The Financial Services Consumer Panel is considering the LIA's proposal that commission should be scrapped to help consumers regain confidence in the industry.
The LIA's submission to the FSA's consultation paper CP04/3 asks if it would be possible to move the entire advisory sector to a new fee-charging basis as it believes this would remove any suspicions that advisers are biased by commission.
Speaking to Money Marketing, chairwoman Ann Foster says she sees commission as a barrier to making the market work efficiently and praises the LIA and Bestinvest, which rec-ently published a guide to the investment market calling for the end of up-front commission.
She says commission has often been implicated in misselling, playing a big part in the endowment rev-iew and points to pension misselling which was linked to commission.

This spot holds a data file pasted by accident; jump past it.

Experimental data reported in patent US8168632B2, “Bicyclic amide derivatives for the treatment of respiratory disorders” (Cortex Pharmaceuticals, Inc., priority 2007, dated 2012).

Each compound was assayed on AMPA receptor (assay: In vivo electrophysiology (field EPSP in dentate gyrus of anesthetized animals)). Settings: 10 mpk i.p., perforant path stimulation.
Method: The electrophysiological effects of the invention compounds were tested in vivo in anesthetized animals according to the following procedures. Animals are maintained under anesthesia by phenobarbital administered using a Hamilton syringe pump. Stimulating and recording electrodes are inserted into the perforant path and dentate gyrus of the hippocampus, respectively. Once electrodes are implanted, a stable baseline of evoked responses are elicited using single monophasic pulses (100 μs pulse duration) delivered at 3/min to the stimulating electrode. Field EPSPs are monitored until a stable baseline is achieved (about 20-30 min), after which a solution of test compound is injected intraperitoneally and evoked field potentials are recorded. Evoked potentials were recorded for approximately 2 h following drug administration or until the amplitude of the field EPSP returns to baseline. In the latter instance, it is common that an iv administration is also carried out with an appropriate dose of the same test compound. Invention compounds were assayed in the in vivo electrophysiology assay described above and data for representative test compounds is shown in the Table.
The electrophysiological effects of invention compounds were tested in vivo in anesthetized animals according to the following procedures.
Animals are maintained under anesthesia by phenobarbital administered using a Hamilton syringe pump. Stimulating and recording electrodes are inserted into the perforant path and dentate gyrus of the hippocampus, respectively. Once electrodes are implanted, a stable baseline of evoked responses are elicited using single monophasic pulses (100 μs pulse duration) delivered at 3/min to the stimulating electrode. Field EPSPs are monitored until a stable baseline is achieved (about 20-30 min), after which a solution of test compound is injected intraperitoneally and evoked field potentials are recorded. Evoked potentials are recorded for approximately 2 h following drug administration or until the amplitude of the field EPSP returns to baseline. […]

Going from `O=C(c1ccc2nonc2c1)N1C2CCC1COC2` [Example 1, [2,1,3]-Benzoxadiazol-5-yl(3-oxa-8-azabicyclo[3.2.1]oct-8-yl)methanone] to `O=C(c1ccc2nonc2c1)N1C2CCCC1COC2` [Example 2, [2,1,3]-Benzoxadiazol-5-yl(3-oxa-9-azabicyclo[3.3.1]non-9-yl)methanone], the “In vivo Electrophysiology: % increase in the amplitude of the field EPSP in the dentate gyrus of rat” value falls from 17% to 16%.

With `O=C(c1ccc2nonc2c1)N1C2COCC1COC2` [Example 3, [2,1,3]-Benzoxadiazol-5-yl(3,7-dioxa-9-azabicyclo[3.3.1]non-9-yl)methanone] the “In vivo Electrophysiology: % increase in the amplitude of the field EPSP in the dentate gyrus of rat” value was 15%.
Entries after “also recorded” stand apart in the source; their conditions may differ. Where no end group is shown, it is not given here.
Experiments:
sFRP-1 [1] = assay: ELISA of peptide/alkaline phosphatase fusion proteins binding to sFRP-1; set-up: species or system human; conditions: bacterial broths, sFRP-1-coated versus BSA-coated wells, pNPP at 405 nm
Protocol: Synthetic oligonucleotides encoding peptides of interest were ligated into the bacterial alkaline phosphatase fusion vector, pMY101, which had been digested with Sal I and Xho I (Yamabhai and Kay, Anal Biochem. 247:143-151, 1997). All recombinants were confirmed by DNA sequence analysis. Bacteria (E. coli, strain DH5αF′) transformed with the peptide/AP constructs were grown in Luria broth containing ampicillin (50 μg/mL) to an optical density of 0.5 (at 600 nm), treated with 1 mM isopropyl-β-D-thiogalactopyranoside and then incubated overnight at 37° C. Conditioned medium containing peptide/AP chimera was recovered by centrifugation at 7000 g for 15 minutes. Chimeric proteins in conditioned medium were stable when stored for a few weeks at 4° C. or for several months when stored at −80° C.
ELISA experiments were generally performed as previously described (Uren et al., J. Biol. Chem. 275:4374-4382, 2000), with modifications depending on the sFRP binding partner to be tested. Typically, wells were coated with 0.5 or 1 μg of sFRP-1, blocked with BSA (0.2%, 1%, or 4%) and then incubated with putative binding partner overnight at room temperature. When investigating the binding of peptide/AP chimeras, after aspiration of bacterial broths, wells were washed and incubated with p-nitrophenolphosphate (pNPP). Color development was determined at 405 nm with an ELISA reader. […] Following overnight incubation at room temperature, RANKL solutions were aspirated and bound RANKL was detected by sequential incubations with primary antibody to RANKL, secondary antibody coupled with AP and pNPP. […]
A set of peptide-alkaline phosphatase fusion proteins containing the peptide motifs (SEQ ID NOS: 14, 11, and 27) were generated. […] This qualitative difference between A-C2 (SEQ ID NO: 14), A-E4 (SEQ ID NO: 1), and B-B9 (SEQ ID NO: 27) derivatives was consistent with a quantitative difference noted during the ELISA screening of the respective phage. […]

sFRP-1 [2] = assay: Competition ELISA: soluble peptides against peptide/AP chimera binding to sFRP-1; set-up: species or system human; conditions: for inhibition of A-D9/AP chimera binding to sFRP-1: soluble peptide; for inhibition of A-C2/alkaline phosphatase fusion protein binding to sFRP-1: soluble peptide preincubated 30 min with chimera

Foster believes any change of this magnitude would have to come from the ind-ustry but recognises that advisers have to get paid somehow.
She also believes the FSA could go further on misleading ads and points to the Advertising Standards Authority which issues a monthly publication giving an outline of complaints against firms.
She does not expect the FSA to go this far but says she would like to see firms with misleading financial promotions given a much higher profile by the FSA.
The FSA says it plans to review its policy on publicity for cases in exceptional circumstances. The FSCP first raised these concerns last year, writing to the FSA to let it know it thought publicising judgements on ads would be a valuable tool.
Foster says: “Incentivising advisers by volume is not the best way of going about things – a better way might be to incentivise advisers through low levels of complaints. I am glad the industry is looking into commission as this sort of change would have to come from them.
“We also feel the FSA could go further in its dealings with misleading advertising. I do not think it can go as far as the ASA but I would like to see it giving a higher profile to its judgements on ads.”